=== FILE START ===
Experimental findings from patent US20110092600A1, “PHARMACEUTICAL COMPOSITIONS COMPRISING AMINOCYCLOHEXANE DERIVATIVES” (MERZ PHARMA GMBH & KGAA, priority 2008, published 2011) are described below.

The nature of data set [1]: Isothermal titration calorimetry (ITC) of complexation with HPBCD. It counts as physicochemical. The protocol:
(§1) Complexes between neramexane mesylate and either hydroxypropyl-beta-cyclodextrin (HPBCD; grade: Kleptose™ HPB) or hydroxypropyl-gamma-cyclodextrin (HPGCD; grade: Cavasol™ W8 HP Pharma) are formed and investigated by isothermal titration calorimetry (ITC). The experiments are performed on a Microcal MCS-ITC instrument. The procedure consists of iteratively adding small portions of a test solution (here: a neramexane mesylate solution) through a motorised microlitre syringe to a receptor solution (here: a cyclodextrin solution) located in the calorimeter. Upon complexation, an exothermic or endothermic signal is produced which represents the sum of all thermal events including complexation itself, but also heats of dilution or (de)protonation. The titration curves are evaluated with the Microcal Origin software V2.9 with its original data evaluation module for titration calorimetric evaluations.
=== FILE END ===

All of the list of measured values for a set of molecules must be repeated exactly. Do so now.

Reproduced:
Experimental findings from patent US20110092600A1, “PHARMACEUTICAL COMPOSITIONS COMPRISING AMINOCYCLOHEXANE DERIVATIVES” (MERZ PHARMA GMBH & KGAA, priority 2008, published 2011) are described below.

The nature of data set [1]: Isothermal titration calorimetry (ITC) of complexation with HPBCD. It counts as physicochemical. The protocol:
(§1) Complexes between neramexane mesylate and either hydroxypropyl-beta-cyclodextrin (HPBCD; grade: Kleptose™ HPB) or hydroxypropyl-gamma-cyclodextrin (HPGCD; grade: Cavasol™ W8 HP Pharma) are formed and investigated by isothermal titration calorimetry (ITC). The experiments are performed on a Microcal MCS-ITC instrument. The procedure consists of iteratively adding small portions of a test solution (here: a neramexane mesylate solution) through a motorised microlitre syringe to a receptor solution (here: a cyclodextrin solution) located in the calorimeter. Upon complexation, an exothermic or endothermic signal is produced which represents the sum of all thermal events including complexation itself, but also heats of dilution or (de)protonation. The titration curves are evaluated with the Microcal Origin software V2.9 with its original data evaluation module for titration calorimetric evaluations.